In Memoriam 1942 – 2013 “Roger Ebert loved movies.”

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Darkest Hour

Darkest Hour stands apart from more routine historical dramas.

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The Man Who Invented Christmas

Not particularly keen on nuance or subtlety, this is a film in which everything, especially Stevens’ decidedly manic take on Dickens, is pitched as broadly…

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Ballad of Narayama

"The Ballad of Narayama" is a Japanese film of great beauty and elegant artifice, telling a story of startling cruelty. What a space it opens…

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A statement from Chaz Ebert

CHICAGO, April 4, 2013 -- Chaz Ebert issued the following statement Thursday about the passing of her husband, Roger Ebert, a day after he celebrated 46 years as a film critic:

"I am devastated by the loss of my love, Roger -- my husband, my friend, my confidante and oh-so-brilliant partner of over 20 years. He fought a courageous fight. I've lost the love of my life and the world has lost a visionary and a creative and generous spirit who touched so many people all over the world. We had a lovely, lovely life together, more beautiful and epic than a movie. It had its highs and the lows, but was always experienced with good humor, grace and a deep abiding love for each other.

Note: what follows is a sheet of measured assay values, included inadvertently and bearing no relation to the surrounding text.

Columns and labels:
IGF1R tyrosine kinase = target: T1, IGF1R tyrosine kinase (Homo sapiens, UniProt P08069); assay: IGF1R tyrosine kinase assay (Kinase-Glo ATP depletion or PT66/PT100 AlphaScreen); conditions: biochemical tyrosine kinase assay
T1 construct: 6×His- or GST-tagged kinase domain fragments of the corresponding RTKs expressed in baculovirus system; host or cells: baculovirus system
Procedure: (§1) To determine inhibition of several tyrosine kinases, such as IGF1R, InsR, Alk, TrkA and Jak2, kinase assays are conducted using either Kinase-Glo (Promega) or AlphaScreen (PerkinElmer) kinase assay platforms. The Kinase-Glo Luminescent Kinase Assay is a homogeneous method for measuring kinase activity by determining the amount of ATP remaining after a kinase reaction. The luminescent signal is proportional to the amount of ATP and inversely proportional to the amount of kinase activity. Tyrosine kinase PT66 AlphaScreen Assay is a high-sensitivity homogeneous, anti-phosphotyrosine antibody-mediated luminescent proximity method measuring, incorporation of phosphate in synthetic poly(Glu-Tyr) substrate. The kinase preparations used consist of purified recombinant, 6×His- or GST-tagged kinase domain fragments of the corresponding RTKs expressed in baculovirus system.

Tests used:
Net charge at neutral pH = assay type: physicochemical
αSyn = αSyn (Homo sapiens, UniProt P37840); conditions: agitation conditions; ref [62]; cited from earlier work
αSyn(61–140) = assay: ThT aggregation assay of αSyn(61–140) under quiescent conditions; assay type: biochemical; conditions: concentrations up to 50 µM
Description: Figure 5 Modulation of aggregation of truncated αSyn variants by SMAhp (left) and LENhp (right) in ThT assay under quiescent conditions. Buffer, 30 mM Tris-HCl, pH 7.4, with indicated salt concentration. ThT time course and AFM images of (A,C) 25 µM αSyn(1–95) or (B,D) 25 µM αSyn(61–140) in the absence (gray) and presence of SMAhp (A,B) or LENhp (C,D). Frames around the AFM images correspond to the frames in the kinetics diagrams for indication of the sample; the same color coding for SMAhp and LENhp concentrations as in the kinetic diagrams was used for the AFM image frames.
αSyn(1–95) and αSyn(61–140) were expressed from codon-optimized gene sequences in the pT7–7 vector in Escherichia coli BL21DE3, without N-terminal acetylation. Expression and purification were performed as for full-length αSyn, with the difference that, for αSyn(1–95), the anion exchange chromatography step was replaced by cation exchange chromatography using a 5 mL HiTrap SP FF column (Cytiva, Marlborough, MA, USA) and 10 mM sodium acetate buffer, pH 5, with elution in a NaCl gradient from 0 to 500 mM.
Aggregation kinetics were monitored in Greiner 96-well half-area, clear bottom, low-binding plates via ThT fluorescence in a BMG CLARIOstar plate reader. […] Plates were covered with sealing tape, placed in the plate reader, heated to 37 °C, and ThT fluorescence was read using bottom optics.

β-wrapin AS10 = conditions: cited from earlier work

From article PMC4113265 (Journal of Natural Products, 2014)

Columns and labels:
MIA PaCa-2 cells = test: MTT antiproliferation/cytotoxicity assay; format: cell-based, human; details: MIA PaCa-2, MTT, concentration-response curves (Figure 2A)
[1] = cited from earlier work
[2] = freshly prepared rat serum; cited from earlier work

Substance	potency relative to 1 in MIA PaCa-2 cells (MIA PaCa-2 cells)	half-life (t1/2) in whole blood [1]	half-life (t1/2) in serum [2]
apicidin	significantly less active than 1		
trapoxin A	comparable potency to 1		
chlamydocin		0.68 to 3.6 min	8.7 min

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"Roger was a beloved husband, stepfather to Sonia and Jay, and grandfather to Raven, Emil, Mark and Joseph. Just yesterday he was saying how his grandchildren were "the best things in my life." He was happy and radiating satisfaction over the outpouring of responses to his blog about his 46th year as a film critic. But he was also getting tired of his fight with cancer, and said if this takes him, he has lived a great and full life.

"We were getting ready to go home today for hospice care, when he looked at us, smiled, and passed away. No struggle, no pain, just a quiet, dignified transition."

We are touched by all the kindness and the outpouring of love we've received. And I want to echo what Roger said in his last blog, thank you for going on this journey with us."

In lieu of flowers, send donations to The Ebert Foundation, att: Jane Borton c/o Northern Trust, 50 S. LaSalle St., Chicago, 60603.  The foundation is a nonprofit that supports arts and education programs.


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(photo by Omar Moore)

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